Well not by my estimation, but according to a LOT of average Comic Book Fans who either RARELY speak to, or NEVER speak to girls. Some Virgins, ALL unconfident when it comes to girls, and the ONE thing they all have in common? The are being preyed on by YOU. – Harris
Peacock, Manning and Harris all denigrate women who choose to wear sexy apparel and express their sexuality. They accuse them of wearing ”skimpy outfits”, of having hollow egos and no substance, and call them ”whores”, shameless and ”gross”.
Despite these differences, Brown, Peacock, Manning and Harris seem to agree on four main notions.
1. They think the women they target are pretending to be nerds/geeks to obtain the attention of men, and that this needs to be denounced and addressed.
Pretentious females who have labeled themselves as a “geek girl” figured out that guys will pay a lot of attention to them if they proclaim they are reading comics or playing video games. -Brown
2. They think the women they are referring to fake their geekiness and do not actually have any credibility as geeks.
And here it is, THE REASON WHY ALL THAT, sickens us: BECAUSE YOU DONT KNOW SHIT ABOUT COMICS, BEYOND WHATEVER GOOGLE IMAGE SEARCH YOU DID TO GET REF ON THE MOST MAINSTREAM CHARACTER WITH THE MOST REVEALING COSTUME EVER.- Harris
3. All authors seem to agree that fake geek girls are a threat of one form or another either to geeks and/or geek culture. Peacock states that women who pretend to be geeks make the life of real geek girls harder: real geek girls not only need to create a place for themselves in a male dominated-culture, but also need to prove they are not posers like ”these other women”.
Manning thinks women who pose as nerds reinforce negatives stereotypes about nerdy men as socially inapt and unable to talk to women, while reinforcing a type of objectification of their own body. Brown and Harris think women who pretend to be geeks take away the attention from those who deserve it.
That still seems to be the case, but the once coveted term is now being used as a marketing gimmick, and those who truly deserve the label are lost in the noise. –Brown
Yer not Comics. Your just the thing that all the Comic Book, AND mainstream press flock to at Cons. And the real reason for the Con, and the damned costumes yer parading around in? That would be Comic Book Artists, and Comic Book Writers who make all that shit up. – Harris
4. The four ”ranters” state that there are some women who are truly geeky, and list some of their characteristics (humility, knowledge, real passion, hard work, forgoing attention, etc.).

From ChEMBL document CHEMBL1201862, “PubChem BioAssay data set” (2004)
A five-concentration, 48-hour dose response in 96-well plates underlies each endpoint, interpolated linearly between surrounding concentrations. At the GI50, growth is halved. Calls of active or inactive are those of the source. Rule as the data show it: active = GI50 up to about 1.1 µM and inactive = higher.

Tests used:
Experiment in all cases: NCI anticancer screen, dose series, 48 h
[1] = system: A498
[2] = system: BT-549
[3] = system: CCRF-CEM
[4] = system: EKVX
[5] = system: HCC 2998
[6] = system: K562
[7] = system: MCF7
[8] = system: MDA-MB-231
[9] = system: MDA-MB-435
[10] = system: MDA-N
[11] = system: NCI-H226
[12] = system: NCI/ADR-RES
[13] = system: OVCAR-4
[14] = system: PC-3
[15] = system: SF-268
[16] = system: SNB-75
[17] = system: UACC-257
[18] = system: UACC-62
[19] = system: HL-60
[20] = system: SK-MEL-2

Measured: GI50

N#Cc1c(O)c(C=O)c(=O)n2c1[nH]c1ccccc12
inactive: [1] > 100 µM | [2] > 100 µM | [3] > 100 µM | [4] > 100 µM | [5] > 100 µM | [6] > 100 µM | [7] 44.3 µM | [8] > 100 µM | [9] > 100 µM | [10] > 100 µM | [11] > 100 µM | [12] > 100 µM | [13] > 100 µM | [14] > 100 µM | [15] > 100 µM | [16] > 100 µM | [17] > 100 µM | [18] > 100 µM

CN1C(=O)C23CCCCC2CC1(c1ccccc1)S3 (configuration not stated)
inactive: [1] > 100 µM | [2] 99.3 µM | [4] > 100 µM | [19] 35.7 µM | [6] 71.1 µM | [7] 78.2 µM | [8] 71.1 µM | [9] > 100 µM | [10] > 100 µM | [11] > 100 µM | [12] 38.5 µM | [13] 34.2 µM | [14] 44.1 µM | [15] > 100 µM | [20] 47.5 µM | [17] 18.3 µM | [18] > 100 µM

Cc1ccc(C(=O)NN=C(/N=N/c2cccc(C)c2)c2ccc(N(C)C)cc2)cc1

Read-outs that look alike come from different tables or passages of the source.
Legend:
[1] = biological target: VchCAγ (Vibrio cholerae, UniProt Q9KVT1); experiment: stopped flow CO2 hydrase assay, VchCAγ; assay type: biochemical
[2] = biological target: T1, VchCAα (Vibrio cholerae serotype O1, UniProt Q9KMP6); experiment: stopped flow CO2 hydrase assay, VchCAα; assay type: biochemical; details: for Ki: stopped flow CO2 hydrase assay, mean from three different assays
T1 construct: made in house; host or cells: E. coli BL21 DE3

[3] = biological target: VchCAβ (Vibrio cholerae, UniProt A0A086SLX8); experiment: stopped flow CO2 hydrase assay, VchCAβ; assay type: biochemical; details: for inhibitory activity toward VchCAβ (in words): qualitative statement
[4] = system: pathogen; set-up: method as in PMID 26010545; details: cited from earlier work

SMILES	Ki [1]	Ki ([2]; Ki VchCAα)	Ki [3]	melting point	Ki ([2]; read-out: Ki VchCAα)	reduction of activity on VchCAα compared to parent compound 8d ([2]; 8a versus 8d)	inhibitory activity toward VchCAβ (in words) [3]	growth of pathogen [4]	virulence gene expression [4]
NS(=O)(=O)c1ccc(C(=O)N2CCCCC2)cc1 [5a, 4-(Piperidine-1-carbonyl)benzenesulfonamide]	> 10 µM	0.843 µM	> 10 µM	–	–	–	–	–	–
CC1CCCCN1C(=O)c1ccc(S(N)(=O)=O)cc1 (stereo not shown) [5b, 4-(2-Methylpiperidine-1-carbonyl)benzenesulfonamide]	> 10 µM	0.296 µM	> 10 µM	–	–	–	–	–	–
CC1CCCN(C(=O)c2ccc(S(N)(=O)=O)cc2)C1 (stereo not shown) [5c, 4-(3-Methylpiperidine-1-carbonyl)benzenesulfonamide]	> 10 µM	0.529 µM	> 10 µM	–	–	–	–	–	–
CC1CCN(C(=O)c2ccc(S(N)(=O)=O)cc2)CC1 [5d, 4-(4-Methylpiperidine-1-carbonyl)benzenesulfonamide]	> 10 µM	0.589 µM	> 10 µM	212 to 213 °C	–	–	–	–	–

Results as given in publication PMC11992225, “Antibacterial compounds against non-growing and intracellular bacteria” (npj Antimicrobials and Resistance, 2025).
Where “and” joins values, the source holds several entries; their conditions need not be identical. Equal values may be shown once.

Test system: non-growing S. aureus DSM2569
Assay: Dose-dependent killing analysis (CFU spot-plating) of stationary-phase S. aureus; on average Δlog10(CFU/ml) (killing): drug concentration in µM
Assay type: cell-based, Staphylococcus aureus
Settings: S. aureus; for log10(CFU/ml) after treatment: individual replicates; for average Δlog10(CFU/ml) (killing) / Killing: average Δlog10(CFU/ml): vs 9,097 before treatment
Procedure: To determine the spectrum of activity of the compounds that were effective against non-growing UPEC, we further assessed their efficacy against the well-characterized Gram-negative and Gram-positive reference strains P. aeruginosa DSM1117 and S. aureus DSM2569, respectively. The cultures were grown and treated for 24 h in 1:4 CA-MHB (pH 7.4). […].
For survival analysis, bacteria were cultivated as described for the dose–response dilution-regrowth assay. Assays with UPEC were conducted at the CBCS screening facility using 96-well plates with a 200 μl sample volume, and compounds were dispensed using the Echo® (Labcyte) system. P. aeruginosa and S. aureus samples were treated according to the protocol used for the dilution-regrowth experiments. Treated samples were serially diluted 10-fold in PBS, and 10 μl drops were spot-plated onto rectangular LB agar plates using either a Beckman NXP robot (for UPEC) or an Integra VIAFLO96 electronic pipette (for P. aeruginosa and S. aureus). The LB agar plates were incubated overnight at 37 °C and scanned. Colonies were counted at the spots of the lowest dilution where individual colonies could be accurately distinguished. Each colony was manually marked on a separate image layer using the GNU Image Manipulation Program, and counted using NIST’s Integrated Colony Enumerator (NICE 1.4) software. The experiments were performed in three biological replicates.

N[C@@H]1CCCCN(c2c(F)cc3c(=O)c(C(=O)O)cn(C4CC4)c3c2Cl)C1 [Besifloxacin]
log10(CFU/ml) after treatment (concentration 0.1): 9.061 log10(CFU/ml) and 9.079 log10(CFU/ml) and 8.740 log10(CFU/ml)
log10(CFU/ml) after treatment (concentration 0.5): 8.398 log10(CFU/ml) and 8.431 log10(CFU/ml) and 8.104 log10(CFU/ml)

Brown provides her own example and mention other girls she considers as true geeks to create a comparison with those she calls Fake Geeks. Peacock, Manning and Harris state that they do know some women who are real geeks. Peacock also states that he considers women’s participation in geek culture to be very positive, and that ʺbeing beautiful is not a crimeʺ, as he knows ʺseveral stunningly beautiful women who cosplayʺ and who are ʺbona fide geeksʺ.
And that’s totally fine! However, you *OBVIOUSLY* weren’t the target there, either. I have lots of “nerd girl” friends…- Manning
Now, before every single woman reading this explodes, let me disambiguate a bit. I absolutely do not believe that every girl who attends conventions and likes “Doctor Who” is pretending to be a geek. –Peacock
Harris, however, indicates that these women are the exception to the rule.
I know a few who are actually pretty cool-and BIG Shocker, love and read Comics. So as in all things, they are the exception to the rule. – Harris
Thus, the authors express what they perceive as criteria of geek credibility, more specifically female geek credibility. Indeed, all these rants focus specifically on women.
Peacock does briefly mention that he simply hates poachers and that some men can also profit from geek culture without respecting it. However, all the other rants, as most of Peacock’s own intervention, are strictly about women. Interestingly, Tara Tiger Brown speaks broadly about what it means to be a geek, but when talking about posers and geek virtues, she speak specifically about women.
This and many others elements were the object of much discussion in the responses the rants elicited. I will discuss these in the next piece which will be published next Sunday.
What do you think of these opinions? Do you think fake geek girls exist? Let us know in the comments below!
* You may consult this Mind42 chart to read the rants and responses analysed in this project.
** In a blog post published after his article on CNN’s Geek Out blog, Peacock stated: ”It was a Star Trek reference, specifically about Jeri Ryan who knew nothing at all about Star Trek before taking the role as 7 of 9 in Voyager. She’s pretty, she took a very geeky role, and now is a geek celeb — and she’s not particularly interested in the culture.”